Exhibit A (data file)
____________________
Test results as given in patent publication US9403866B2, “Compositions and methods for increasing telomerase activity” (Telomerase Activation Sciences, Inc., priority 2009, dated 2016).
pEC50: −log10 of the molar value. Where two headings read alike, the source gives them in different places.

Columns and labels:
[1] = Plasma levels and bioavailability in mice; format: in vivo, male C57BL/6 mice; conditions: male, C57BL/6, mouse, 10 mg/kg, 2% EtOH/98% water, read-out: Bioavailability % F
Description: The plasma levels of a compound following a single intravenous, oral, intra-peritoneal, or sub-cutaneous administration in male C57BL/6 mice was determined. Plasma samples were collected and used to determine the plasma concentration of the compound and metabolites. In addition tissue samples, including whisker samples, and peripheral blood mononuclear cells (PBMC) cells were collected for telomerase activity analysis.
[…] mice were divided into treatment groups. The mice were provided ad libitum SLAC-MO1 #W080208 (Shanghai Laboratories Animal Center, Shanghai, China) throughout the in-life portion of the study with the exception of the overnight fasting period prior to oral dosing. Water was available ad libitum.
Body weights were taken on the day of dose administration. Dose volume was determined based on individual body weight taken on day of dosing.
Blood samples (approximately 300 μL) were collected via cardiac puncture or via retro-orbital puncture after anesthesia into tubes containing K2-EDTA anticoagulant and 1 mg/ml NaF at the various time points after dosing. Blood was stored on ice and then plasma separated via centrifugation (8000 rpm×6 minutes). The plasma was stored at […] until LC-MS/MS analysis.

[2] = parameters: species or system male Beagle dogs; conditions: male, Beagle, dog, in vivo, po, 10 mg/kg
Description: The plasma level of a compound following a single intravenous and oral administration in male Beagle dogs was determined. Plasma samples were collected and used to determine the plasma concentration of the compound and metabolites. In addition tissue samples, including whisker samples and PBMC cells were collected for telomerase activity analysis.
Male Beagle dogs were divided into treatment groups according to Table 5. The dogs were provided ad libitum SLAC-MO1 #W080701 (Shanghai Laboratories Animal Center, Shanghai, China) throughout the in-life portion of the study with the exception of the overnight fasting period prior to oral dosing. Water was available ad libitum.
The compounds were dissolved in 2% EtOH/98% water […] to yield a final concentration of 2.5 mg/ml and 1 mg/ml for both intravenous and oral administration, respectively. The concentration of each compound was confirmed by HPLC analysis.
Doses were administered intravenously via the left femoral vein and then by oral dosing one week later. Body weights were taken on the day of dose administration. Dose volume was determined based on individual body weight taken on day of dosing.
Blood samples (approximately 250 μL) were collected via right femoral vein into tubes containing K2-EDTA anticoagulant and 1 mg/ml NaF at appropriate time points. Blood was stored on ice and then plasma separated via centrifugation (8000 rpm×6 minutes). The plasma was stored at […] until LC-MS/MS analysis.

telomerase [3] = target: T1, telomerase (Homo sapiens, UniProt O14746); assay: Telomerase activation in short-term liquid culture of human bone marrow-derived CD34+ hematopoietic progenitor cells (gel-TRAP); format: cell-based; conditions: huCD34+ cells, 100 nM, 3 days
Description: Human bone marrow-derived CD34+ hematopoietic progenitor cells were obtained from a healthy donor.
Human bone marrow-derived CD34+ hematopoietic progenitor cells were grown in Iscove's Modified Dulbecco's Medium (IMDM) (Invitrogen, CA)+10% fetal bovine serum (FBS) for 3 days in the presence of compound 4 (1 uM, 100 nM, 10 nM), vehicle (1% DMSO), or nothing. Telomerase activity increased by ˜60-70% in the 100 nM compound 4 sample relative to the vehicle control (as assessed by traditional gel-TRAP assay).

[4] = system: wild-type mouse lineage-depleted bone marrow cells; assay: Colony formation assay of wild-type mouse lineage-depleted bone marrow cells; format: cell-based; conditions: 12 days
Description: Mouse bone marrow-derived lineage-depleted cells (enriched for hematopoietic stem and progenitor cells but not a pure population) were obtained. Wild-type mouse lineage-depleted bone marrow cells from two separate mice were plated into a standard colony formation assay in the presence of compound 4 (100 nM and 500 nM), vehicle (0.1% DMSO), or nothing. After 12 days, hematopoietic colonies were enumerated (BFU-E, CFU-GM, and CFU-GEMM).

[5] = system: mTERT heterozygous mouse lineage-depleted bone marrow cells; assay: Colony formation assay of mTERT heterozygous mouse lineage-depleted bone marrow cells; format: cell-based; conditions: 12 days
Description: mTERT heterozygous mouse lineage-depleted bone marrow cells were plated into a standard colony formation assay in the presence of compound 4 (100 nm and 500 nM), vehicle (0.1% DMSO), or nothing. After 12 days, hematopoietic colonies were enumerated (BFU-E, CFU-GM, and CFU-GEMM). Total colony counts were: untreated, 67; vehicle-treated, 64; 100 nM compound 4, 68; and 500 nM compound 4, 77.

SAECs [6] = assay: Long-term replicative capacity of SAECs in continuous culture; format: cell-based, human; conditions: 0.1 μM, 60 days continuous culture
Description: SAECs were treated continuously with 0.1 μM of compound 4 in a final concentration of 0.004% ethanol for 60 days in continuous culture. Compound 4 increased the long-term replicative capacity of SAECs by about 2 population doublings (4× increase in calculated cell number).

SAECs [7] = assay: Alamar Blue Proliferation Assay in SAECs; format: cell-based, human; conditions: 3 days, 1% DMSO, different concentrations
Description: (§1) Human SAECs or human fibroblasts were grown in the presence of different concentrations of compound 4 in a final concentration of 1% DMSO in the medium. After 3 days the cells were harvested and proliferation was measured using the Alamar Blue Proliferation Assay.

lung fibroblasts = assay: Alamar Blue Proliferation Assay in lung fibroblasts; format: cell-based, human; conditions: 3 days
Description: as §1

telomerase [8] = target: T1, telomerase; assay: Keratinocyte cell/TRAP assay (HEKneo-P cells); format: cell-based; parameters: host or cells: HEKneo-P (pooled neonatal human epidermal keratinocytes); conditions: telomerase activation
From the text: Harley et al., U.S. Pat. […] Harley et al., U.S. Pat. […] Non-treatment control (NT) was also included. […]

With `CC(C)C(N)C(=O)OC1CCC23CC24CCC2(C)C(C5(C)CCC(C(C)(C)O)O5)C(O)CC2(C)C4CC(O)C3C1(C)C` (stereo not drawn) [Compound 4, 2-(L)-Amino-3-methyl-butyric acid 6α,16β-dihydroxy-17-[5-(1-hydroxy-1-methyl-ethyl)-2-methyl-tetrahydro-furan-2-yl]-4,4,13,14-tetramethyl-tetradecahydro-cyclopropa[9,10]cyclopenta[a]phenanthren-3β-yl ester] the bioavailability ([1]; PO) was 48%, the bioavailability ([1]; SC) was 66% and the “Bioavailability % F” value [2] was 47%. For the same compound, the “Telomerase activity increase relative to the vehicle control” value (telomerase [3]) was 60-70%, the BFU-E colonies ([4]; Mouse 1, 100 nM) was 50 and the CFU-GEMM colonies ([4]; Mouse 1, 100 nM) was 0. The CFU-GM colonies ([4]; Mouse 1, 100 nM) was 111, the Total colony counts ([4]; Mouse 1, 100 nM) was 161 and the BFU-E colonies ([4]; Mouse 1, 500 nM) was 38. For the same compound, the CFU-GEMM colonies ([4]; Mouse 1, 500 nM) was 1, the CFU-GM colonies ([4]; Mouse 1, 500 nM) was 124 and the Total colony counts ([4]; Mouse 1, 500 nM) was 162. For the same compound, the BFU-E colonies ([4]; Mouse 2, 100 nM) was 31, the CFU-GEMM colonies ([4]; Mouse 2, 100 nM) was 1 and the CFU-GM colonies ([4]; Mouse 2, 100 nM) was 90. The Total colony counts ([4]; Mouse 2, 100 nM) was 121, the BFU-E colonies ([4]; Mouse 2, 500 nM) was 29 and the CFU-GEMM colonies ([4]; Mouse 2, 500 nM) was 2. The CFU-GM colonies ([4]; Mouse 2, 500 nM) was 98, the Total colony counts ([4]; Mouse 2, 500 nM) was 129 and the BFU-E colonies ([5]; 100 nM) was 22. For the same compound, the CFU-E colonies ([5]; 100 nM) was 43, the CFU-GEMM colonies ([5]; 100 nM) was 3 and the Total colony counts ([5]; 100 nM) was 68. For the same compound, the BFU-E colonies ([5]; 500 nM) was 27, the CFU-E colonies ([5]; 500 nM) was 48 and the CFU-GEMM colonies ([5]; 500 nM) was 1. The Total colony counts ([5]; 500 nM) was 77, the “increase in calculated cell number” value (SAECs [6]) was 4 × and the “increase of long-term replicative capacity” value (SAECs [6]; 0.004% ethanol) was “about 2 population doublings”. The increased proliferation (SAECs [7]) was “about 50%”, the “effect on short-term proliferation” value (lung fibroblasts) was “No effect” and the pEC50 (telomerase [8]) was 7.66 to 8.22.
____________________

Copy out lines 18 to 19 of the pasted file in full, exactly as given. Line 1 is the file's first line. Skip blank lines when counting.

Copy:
[4] = system: wild-type mouse lineage-depleted bone marrow cells; assay: Colony formation assay of wild-type mouse lineage-depleted bone marrow cells; format: cell-based; conditions: 12 days
Description: Mouse bone marrow-derived lineage-depleted cells (enriched for hematopoietic stem and progenitor cells but not a pure population) were obtained. Wild-type mouse lineage-depleted bone marrow cells from two separate mice were plated into a standard colony formation assay in the presence of compound 4 (100 nM and 500 nM), vehicle (0.1% DMSO), or nothing. After 12 days, hematopoietic colonies were enumerated (BFU-E, CFU-GM, and CFU-GEMM).